Then God sent an evil spirit between Abimelech and the men of Shechem; and the men of Shechem dealt treacherously with Abimelech:
A. M. 2771. B.C. 1233. An. Ex. Is. 258. God. That is, God permitted the evil spirit of jealousy, treachery, and discord, to break out between Abimelech and the Shechemites
That the cruelty done to the threescore and ten sons of Jerubbaal might come, and their blood be laid upon Abimelech their brother, which slew them; and upon the men of Shechem, which aided him in the killing of his brethren.
aided him in the killing of
Heb. strengthened his hands to kill. Sooner or later, God will make inquisition for blood, and will return it on the heads of those that shed it. Accessaries will be reckoned with, as well as principals, in that and other sins. The Shechemites, who countenanced Abimelech's pretensions, aided and abetted him in his bloody project, and avowed the fact by making him king after he had done it, must fall with him, fall by him, and fall first. Those that combine together to do wickedly, are justly dashed in pieces one against another. Blood cannot be a lasting cement to any interest.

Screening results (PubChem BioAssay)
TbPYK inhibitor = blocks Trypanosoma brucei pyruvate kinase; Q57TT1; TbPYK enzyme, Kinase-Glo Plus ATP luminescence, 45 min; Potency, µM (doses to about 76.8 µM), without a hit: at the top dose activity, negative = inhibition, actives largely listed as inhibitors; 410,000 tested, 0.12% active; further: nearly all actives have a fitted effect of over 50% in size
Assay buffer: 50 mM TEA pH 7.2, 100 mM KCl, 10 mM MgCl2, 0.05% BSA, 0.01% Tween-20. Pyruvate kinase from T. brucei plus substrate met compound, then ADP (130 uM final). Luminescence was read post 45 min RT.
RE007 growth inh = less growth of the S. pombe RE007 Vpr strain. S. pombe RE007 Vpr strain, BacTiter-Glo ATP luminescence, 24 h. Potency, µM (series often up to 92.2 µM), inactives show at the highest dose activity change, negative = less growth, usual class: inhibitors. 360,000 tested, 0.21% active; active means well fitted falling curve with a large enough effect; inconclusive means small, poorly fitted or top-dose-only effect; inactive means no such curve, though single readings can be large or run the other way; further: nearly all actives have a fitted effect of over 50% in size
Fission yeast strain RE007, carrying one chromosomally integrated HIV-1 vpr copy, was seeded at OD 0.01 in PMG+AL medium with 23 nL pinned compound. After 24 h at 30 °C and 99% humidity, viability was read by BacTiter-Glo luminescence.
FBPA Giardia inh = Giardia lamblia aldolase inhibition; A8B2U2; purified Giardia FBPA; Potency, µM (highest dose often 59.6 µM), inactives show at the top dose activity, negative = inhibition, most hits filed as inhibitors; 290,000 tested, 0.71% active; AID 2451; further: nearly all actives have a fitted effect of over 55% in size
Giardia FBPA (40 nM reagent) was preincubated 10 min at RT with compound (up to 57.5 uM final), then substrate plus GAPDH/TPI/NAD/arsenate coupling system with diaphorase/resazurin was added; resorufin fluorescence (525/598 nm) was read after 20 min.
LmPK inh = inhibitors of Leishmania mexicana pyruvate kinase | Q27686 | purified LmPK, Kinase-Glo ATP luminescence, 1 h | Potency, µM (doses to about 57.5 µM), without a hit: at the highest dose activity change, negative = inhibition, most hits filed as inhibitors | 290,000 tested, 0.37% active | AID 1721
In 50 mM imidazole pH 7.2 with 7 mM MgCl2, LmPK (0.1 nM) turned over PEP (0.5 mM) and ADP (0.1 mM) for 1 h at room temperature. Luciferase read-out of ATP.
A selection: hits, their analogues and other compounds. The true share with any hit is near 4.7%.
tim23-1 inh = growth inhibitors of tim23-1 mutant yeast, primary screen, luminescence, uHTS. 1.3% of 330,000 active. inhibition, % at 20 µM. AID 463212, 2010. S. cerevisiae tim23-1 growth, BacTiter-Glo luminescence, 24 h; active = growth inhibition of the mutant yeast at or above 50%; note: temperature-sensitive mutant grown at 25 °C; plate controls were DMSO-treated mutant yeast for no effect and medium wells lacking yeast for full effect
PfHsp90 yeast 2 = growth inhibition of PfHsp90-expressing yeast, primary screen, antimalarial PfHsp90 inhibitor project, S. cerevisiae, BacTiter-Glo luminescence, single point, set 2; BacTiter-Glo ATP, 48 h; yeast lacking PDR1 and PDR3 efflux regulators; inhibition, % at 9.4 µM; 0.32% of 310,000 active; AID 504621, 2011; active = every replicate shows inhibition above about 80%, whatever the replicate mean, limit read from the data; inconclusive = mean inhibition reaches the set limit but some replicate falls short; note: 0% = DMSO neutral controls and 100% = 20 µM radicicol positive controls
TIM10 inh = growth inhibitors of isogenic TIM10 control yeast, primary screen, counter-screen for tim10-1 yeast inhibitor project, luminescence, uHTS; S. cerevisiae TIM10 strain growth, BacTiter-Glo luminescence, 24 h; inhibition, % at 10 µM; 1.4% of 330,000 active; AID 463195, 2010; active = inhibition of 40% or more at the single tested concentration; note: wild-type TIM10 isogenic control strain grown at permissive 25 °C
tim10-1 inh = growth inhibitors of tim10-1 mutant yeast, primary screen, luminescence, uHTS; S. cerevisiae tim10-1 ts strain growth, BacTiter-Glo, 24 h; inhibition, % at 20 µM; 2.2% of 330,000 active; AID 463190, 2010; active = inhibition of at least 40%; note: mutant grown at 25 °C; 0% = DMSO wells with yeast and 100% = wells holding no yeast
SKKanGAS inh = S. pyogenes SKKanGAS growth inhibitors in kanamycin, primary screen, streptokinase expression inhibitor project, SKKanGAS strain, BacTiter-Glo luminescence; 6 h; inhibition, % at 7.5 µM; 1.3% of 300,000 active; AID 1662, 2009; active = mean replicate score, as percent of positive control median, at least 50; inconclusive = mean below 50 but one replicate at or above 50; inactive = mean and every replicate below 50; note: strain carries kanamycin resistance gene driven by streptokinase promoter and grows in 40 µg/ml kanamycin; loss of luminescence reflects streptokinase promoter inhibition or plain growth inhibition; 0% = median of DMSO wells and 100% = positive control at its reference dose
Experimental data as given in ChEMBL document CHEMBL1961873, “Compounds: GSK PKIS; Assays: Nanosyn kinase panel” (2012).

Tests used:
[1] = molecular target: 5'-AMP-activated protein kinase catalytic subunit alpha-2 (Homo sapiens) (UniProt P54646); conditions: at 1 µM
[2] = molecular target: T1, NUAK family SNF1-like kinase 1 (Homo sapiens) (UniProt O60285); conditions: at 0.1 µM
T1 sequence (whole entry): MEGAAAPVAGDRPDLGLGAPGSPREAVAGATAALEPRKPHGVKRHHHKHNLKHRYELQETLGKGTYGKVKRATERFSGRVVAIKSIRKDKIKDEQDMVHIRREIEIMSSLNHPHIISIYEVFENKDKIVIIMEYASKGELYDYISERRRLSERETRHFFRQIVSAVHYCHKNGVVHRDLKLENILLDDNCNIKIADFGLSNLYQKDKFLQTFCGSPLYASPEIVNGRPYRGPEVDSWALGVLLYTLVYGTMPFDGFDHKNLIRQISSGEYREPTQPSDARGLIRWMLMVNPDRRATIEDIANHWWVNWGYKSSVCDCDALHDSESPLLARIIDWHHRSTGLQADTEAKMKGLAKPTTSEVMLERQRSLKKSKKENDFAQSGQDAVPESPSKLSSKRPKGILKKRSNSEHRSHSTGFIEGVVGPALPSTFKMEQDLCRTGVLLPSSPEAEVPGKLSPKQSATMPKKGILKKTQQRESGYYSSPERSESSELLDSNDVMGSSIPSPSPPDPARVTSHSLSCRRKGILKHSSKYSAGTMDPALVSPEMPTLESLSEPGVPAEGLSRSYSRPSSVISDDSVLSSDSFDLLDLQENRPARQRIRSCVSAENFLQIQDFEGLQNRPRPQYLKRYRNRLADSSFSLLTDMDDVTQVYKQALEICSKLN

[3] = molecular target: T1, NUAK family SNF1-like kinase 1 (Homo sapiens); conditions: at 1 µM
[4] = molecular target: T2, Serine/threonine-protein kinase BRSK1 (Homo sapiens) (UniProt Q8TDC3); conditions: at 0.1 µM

And the men of Shechem set liers in wait for him in the top of the mountains, and they robbed all that came along that way by them: and it was told Abimelech.
And Gaal the son of Ebed came with his brethren, and went over to Shechem: and the men of Shechem put their confidence in him.
And they went out into the fields, and gathered their vineyards, and trode the grapes, and made merry, and went into the house of their god, and did eat and drink, and cursed Abimelech.
And Gaal the son of Ebed said, Who is Abimelech, and who is Shechem, that we should serve him? is not he the son of Jerubbaal? and Zebul his officer? serve the men of Hamor the father of Shechem: for why should we serve him?
Who is Abimelech
And would to God this people were under my hand! then would I remove Abimelech. And he said to Abimelech, Increase thine army, and come out.
would to God
The very words and conduct of a sly, hypocritical demagogue.
And he said
Rather, "and I would say to Abimelech," as the LXX. renders; for as Dr. Wall observes, this was probably not said in the presence of Abimelech; but at an intemperate feast, in his absence, when he boasted he would challenge him.
Increase thine army